Filtration Through a Trimedia Filter

by Alan E. Rimer,

Serial Information: Journal of the Sanitary Engineering Division, 1968, Vol. 94, Issue 3, Pg. 521-540

Document Type: Journal Paper


An historical review of existing filter theory indicates the advantages of filtering from coarse to fine media. A study was made of filtration through trimedia beds and the filtration characteristics exhibited by the mineral garnet. Two three-layer filters using different size gradations of anthracite, sand, and garnet were compared with a conventional sand filter. The first series of tests was run on filters comprised of 8-in. layers of 1.19-mm anthracite, 0.590-mm sand, and 0.420-mm garnet. The second series of tests was run on filters of 8-in. layers of 1.00-mm anthracite, 0.707-mm sand, and 0.590-mm garnet. The conventional filter contained sand with an effective size of 0.460 mm and a uniformity coefficient of 1.44. The filter tube had an ED of 3-1/2 in., provided for the monitoring of the pressures within the bed and for obtaining samples of fourteen points. The trimedia filters permitted a head loss reduction of nearly 50%, with no reduction in filtrate quality, as compared with the conventional sand filter under the same operating conditions. The trimedia filter remained intact after repeated backwashing, but required somewhat more wash water and higher wash rates to clean the bed effectively.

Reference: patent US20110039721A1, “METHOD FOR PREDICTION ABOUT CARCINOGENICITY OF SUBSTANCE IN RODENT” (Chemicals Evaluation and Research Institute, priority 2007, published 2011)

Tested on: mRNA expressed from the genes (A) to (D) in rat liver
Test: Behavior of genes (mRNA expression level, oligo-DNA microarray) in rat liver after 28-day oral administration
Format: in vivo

Subject Headings: Sand filters | Sandy soils | Filters | Minerals | Head loss (fluid mechanics) | Soil loss | Professional societies | Backwashing

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